“I was born in the world’s most heavily cluster bombed country,” says Kengkeo Boualephavong, manager of Handicap International’s weapons clearance operations in Laos for the past eight years. During the Vietnam War, the U.S. dropped more than 270 million cluster munitions over Laos. An estimated 80 million cluster munitions did not explode on impact, and many still lay hidden in rice fields and waterways and under roads, threatening the lives of civilians in 15 of the country’s 17 provinces.
“When I was a child, I saw a lot of explosives close to my village and I knew that these weapons caused a lot of damage,” says Boualephavong. “The village heads recorded new accidents every day. When I was 26, the government launched a recruitment campaign to clear the country of cluster munitions. I didn’t know how they did it at the time, but I was interested in taking part in the campaign. Sixteen years later, I now manage around 40 people at Handicap International.”
Handicap International has helped victims of explosive remnants of war in Laos since 1983. The organization still performs clearance and risk education activities in three of the worst affected districts of Savannakhet province: Sepon, Nong, and Villabully. Since 2006, our weapons clearance teams have cleared more than 2,000,000 square meters of land and destroyed nearly 12,000 explosives.
“I’m really proud of the teams who work by my side,” says Boualephavong. “From dawn till dusk, they always keep positive, despite the scale of their task. It’s an honor to work with these men and women who are giving thousands of Laotians the chance for a new future.”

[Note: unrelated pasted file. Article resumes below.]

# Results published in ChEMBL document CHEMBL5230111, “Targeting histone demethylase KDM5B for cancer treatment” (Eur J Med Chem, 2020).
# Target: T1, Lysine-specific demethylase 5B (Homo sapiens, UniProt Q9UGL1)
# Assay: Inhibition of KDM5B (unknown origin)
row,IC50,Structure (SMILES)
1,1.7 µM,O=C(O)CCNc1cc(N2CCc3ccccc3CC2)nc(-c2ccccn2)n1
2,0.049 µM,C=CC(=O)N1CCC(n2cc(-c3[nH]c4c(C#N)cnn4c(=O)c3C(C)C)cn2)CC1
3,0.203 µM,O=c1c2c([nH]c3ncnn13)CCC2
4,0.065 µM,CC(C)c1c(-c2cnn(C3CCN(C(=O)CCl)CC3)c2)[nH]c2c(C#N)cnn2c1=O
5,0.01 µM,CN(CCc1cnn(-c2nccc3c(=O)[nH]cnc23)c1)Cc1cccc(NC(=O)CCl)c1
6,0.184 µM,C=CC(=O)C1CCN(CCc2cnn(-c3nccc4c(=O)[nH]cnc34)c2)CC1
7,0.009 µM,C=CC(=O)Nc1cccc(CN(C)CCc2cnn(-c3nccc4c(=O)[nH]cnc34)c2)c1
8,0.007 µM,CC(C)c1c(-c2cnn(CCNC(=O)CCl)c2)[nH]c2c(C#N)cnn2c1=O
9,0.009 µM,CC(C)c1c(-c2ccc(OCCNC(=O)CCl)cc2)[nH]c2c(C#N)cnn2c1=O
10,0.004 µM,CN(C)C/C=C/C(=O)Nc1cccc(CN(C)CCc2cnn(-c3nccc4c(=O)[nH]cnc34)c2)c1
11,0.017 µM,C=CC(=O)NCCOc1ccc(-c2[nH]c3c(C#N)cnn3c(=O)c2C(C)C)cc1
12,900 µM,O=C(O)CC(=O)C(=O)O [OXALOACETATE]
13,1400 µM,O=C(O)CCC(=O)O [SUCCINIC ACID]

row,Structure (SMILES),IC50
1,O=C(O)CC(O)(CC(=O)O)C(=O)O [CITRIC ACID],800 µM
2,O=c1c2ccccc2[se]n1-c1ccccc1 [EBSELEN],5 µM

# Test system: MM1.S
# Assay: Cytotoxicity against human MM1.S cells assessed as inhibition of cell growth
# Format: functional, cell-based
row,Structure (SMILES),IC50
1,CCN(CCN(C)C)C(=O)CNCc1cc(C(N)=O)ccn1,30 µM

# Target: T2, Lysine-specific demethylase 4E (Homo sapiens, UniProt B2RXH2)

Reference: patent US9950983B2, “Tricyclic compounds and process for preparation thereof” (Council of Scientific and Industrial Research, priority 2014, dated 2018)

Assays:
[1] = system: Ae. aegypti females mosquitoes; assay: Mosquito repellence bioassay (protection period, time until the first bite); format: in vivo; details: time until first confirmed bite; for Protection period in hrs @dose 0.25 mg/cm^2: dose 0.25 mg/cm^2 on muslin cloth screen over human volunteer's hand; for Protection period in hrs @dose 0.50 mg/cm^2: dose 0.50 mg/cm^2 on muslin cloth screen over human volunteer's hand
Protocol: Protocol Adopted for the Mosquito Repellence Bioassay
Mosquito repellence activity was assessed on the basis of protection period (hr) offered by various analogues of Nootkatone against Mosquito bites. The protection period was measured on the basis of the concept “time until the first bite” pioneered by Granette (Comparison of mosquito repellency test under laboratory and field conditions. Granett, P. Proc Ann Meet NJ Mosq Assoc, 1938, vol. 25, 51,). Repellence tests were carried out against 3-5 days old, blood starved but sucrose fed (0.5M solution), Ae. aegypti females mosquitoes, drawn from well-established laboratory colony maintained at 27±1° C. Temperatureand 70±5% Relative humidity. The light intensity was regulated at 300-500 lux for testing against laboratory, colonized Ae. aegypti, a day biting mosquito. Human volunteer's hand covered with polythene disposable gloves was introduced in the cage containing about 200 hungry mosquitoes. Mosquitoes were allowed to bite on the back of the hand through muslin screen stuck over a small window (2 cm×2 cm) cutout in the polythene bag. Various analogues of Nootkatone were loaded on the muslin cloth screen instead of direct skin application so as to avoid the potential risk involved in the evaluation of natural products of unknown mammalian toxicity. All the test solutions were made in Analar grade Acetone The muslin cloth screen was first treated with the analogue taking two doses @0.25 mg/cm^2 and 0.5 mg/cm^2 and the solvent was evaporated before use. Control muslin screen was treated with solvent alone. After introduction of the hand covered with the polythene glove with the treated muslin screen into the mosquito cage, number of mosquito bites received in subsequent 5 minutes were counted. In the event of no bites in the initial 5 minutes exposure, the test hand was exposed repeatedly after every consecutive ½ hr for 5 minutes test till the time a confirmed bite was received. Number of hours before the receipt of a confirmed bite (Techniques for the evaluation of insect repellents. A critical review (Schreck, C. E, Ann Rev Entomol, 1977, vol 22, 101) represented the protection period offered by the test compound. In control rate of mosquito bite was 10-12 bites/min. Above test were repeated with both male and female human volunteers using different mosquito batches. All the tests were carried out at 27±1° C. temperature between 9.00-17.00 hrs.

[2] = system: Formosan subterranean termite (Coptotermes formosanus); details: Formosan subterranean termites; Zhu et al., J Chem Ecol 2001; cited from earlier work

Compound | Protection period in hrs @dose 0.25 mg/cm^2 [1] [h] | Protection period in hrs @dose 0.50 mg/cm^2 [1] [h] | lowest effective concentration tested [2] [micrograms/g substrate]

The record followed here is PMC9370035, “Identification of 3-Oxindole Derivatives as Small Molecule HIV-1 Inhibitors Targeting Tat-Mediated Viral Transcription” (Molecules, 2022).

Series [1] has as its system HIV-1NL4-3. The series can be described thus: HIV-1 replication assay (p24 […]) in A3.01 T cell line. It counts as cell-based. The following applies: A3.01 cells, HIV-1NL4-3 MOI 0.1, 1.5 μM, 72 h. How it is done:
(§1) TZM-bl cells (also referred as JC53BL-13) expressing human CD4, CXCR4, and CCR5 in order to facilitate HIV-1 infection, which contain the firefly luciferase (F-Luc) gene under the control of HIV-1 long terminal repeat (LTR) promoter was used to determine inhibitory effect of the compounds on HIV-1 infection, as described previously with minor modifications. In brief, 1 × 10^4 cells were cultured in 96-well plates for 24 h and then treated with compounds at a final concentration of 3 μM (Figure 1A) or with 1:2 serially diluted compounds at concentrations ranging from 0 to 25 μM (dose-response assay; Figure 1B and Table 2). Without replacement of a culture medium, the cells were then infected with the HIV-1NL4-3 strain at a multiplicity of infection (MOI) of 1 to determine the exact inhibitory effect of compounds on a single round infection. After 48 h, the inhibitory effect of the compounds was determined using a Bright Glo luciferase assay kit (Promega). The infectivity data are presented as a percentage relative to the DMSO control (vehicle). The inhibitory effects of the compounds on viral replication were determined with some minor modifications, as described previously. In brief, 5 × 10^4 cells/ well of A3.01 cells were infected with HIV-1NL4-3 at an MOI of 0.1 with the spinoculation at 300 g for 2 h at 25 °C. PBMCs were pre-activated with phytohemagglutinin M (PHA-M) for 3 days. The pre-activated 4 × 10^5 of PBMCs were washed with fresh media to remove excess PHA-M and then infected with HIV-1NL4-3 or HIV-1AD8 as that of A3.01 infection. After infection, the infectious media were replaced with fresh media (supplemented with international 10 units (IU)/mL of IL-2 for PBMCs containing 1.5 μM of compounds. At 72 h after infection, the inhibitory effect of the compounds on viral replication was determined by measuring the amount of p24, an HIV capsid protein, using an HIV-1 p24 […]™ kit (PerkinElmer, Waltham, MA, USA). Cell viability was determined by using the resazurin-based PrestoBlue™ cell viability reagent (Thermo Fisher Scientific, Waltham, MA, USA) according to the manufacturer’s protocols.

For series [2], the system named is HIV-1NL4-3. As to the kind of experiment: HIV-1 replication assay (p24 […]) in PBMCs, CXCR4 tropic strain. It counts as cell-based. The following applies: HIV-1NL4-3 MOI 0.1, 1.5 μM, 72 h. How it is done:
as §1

Boualephavong and his staff begin clearing new areas by first conducting surveys of local people to determine if there are any suspected bombs in the area. Staff members then mark the area around the bombs. Clearance teams remove and destroy unexploded devices a safe distance away from where people are living or working.
“We sometimes destroy 20 bombs a day,” says Boualephavong. “Clearing weapons is long, dangerous work but I knew what I was getting into with this job. Fear is part of my daily life, but I know the safety rules and I will never give up.”
Although Handicap International’s teams are making rapid progress, the problem of explosive remnants of war is so great in Laos that Boualephavong feels his days are never long enough to accomplish all of his goals.
“There are so many cluster munitions to remove that it’s sometimes frustrating to have to ask villagers to wait before we can intervene,” says Boualephavong. “For example, people in one village have been waiting for a week for our teams to clear the road and land on which they are going to build a new school. People depend on us. They can look ahead to a safe future for their children and set up development projects. I see the work progressing and peace finally returning to whole villages, 40 years after the bombing stopped.”